“Don’t you get lonely?” is one of the most common questions I get from people curious about my life on the road. The short answer is no, loneliness is not one of my problems and never has been. I’ve been a loner all my life.
Occasionally, I can talk my friends and family into copiloting on my road trips, but if I always waited around for somebody to join me I’d rarely go anywhere. Besides, going solo is great for one of my favorite things about traveling: meeting new people. When you’re not insulated by what’s familiar, you’re more likely to seek out new things.
Last week, driving “the Loneliest Road in America” also known as Nevada’s Highway 50, I met all kinds of people: Great Basin tourists, veteran park rangers, genuine cowboys, life-long Nevada residents and even a few fellow vagabonds. How do I meet these people? I just smile and start talking and lo and behold, most people smile and talk back.
Starting conversations with total strangers is an art that I’ll probably never perfect, but I love hearing people’s stories. Everybody has one; the trick is getting them to tell it to you. The Teardrop is a great conversation starter. So are my dogs, so is my camera.
Once I tell people I live on the road, they’re usually hooked. They light up. My story seems to stir the fires of freedom that we all stoke or smother at some point in our lives. Conversations with total strangers quickly run deep, into dreams realized and dashed. A few people I’ve met have walked away with their eyes bright, their fires relit. Those are the conversations I love most.
As for the inevitable question – isn’t it dangerous to talk to strangers?! – in my experience, no, it isn’t. Sure, I’ve met some weird people and some creepy people, but in my seven years on the road, nobody has ever actually threatened me. Despite what the media and the authorities might have you believe, the world is not full of psychos. Use common sense and project self confidence and you’ll find that there are a lot of friendly, interesting people out there.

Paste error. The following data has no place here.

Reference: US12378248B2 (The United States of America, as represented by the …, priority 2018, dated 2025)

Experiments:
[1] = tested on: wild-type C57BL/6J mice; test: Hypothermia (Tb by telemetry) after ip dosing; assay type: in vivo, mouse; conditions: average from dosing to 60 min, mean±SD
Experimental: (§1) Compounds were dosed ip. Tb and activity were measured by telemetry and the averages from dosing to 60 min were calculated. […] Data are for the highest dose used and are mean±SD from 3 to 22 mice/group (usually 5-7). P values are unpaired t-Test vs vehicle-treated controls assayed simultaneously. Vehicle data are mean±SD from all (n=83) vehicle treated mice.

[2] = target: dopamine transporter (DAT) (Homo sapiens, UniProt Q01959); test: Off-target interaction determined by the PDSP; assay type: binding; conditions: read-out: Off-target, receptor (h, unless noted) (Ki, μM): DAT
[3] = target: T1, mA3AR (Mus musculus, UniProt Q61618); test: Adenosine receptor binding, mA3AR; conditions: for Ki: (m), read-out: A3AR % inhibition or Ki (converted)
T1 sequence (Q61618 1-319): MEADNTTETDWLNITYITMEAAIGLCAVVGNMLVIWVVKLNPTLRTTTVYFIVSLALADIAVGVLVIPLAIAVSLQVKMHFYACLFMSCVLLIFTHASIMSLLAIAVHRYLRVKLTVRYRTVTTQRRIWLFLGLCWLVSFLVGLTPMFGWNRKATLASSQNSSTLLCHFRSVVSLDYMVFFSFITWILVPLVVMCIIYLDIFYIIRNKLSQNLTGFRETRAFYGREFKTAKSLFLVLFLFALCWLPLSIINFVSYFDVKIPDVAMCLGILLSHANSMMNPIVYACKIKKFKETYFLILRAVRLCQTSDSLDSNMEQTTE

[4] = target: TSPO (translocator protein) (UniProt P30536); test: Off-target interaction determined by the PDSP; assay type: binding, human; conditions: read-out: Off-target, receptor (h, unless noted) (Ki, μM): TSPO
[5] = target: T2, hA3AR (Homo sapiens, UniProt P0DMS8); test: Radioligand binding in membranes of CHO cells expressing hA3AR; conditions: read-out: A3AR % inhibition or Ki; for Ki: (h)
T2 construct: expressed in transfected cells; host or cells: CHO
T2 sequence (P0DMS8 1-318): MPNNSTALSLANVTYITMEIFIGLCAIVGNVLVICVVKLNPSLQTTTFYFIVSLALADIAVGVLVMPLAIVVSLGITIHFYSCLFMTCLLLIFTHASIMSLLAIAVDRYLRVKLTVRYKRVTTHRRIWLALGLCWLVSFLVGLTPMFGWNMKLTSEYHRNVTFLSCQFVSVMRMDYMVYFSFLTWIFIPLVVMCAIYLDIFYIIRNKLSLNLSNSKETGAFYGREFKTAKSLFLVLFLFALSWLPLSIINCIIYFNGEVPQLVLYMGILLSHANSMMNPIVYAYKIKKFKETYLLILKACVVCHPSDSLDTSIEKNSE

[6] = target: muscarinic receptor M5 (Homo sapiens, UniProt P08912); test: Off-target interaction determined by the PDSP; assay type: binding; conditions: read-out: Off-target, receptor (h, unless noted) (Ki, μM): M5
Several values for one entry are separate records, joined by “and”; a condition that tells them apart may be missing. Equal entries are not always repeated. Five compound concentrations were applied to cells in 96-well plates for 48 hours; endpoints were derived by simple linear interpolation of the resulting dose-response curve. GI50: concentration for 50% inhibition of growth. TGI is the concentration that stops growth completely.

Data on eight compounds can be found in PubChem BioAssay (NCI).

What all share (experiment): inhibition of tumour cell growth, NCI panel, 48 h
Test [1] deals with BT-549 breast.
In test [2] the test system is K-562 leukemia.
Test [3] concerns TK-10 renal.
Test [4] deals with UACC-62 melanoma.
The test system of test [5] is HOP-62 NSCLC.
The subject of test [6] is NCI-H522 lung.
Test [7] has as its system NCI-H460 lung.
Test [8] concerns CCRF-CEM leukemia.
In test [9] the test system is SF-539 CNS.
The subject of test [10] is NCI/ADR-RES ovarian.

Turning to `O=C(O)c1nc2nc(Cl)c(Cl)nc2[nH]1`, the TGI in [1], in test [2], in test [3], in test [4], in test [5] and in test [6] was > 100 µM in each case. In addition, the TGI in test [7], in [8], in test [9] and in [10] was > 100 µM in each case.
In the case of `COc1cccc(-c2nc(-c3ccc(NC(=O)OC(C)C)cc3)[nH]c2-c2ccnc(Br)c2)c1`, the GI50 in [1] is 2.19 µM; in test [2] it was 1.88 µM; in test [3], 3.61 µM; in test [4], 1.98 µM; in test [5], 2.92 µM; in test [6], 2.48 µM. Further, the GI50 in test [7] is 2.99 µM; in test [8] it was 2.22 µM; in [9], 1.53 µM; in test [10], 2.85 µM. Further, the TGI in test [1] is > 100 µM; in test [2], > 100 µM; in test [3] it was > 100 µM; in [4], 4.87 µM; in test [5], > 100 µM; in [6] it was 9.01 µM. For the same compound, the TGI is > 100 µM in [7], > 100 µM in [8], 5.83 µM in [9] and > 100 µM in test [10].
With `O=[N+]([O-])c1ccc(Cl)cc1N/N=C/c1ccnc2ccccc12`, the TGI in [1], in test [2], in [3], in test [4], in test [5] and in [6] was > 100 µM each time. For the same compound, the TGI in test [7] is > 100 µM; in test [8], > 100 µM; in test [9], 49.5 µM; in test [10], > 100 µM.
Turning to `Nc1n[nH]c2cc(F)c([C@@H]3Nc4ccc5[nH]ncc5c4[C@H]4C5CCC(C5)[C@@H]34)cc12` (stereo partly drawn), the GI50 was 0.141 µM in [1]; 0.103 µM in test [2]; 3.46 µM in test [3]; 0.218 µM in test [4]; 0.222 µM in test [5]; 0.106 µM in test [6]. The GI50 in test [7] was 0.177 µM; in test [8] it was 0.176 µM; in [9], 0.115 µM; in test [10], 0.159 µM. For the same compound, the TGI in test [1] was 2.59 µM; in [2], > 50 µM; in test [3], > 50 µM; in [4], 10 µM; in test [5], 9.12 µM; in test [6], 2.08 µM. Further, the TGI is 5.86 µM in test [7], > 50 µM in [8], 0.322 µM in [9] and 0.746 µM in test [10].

Over Memorial Day weekend, I pulled over at a scenic overlook to check out a working windmill and started a conversation with three Nevadans. They ended up inviting me to a community BBQ up the road in the tiny town of Middlegate (Population: 17!). When I showed up, they were so pleased that they bought me dinner and we had a great conversation about vagabonding over all you can eat BBQ. You never know who you might meet on the road!
When’s the last time you had a meaningful conversation with a total stranger? Try it! Buck this awful isolating trend of only relating to other people you kind of sort of know through Facebook! Don’t let conversation – real, true, meaningful conversation – become a lost art. You never know when you’re going to meet somebody who tells you a great story, teaches you something new or inspires you to seek a little more freedom in your life. :)